Expert: How wildfire haze is harming human health

Published: 14 May 2024

Wildfires have led Environment Canada to issue air quality advisories for parts of British Columbia, Alberta, Manitoba, Saskatchewan and the Northwest Territories, as forecasters warn the smoke could drift farther east. Wildfire-related haze could also move east into Ontario and Quebec, affecting areas from Georgian Bay to Quebec City (CTV News

Here is an expert from McGill University who can comment on this topic:  

Scott Weichenthal, Associate Professor, Department of Epidemiology, Biostatistics and Occupational Health 

“Forest fires release a wide range of pollutants that are known to harm human health, including human carcinogens. In many ways, the effect of inhaling smoke from a forest fire is similar to that of inhaling smoke from a cigarette. In the short term, air pollution from forest fires could lead to increased hospital visits, especially among people with existing health conditions. We are currently working to understand the long-term health impacts of wildfires, as less research has focused on this topic.”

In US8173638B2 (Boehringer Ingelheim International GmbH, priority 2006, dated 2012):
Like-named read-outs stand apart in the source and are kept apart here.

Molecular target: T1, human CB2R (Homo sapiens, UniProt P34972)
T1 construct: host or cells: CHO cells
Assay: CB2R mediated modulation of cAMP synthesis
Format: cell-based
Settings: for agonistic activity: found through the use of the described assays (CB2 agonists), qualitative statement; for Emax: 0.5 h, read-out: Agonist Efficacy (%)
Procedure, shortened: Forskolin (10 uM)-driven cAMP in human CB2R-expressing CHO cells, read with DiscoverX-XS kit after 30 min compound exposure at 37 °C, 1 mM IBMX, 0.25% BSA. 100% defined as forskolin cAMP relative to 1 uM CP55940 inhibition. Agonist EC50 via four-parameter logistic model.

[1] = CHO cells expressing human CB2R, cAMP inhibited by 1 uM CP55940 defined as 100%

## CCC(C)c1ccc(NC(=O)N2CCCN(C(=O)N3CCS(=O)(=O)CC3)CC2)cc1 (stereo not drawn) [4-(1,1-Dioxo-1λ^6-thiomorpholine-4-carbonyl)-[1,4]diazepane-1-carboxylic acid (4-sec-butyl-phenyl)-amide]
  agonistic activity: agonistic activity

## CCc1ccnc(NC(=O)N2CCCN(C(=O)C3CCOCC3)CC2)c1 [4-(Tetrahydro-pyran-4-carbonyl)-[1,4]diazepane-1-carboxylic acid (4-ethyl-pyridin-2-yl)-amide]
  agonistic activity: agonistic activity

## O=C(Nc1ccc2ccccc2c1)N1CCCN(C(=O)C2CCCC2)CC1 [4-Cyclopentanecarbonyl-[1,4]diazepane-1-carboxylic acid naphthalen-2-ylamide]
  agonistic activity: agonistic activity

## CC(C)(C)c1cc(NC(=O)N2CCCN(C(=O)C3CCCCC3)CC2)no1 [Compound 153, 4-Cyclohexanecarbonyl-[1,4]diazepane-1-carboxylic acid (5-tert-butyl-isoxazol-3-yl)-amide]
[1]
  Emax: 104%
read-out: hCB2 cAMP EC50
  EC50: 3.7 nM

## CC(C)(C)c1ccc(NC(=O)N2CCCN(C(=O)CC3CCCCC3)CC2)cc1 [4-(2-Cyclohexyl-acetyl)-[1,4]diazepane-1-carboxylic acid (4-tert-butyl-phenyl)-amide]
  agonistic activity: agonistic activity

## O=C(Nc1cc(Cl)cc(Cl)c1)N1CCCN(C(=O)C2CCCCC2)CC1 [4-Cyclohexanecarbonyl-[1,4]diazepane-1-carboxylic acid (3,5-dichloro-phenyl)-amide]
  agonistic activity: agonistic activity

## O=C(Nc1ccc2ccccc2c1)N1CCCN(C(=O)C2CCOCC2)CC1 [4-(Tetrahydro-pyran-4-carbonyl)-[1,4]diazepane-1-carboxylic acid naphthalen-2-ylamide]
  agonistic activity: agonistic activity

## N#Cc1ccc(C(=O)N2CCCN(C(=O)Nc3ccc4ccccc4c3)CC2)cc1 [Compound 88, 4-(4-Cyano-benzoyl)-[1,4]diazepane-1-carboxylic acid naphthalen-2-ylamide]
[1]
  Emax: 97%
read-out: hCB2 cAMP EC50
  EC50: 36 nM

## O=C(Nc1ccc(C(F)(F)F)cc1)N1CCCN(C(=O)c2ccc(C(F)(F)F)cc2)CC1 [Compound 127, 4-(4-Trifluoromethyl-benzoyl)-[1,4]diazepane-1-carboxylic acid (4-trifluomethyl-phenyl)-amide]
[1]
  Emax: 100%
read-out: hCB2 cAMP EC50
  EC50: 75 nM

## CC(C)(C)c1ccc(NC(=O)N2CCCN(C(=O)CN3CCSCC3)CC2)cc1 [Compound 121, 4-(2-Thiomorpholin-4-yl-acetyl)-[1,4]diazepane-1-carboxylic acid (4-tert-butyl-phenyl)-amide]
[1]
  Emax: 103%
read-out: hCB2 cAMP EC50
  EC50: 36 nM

Scott Weichenthal is an Associate Professor in the Department of Epidemiology, Biostatistics and Occupational Health. His research program is dedicated to identifying and evaluating environmental risk factors for chronic diseases such as cancer and cardiovascular disease. 

scott.weichenthal [at] (English) 

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